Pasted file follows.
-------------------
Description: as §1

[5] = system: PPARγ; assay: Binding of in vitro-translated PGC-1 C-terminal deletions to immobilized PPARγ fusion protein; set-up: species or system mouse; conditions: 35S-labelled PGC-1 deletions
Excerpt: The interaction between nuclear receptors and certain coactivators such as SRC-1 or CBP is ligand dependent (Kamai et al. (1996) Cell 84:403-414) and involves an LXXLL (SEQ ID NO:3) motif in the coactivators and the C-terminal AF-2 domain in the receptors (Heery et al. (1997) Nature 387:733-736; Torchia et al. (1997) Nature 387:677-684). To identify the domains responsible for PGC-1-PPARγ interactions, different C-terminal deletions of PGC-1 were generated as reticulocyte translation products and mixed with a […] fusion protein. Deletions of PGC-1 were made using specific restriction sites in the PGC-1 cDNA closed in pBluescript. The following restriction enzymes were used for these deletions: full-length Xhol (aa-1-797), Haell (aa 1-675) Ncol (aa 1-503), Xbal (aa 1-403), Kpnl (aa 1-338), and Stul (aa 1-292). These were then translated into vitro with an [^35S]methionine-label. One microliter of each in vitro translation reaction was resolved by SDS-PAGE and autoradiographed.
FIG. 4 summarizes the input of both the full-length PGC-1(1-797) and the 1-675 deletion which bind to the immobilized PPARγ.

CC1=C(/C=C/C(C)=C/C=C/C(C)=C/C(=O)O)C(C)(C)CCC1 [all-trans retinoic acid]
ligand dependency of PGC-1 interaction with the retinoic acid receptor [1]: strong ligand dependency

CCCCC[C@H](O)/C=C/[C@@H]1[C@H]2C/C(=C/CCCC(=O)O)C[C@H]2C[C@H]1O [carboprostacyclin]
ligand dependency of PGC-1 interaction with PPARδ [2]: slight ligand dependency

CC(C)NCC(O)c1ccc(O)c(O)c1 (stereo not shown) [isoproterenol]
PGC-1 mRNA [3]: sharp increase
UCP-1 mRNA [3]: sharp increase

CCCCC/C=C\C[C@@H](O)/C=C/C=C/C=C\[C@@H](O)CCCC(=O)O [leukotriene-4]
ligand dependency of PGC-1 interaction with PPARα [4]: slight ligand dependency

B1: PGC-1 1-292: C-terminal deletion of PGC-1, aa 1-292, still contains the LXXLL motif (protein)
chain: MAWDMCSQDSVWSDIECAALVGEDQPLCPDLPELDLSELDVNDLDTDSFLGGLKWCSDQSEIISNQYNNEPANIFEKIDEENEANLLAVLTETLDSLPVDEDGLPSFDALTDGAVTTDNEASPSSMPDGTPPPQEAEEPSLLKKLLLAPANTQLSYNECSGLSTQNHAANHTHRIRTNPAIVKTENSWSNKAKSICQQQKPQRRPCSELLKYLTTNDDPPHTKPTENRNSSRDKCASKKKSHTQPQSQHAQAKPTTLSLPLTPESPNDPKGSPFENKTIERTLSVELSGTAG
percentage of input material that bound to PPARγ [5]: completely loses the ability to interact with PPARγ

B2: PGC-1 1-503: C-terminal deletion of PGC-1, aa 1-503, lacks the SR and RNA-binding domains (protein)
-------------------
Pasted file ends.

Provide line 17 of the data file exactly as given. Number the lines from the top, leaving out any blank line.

B2: PGC-1 1-503: C-terminal deletion of PGC-1, aa 1-503, lacks the SR and RNA-binding domains (protein)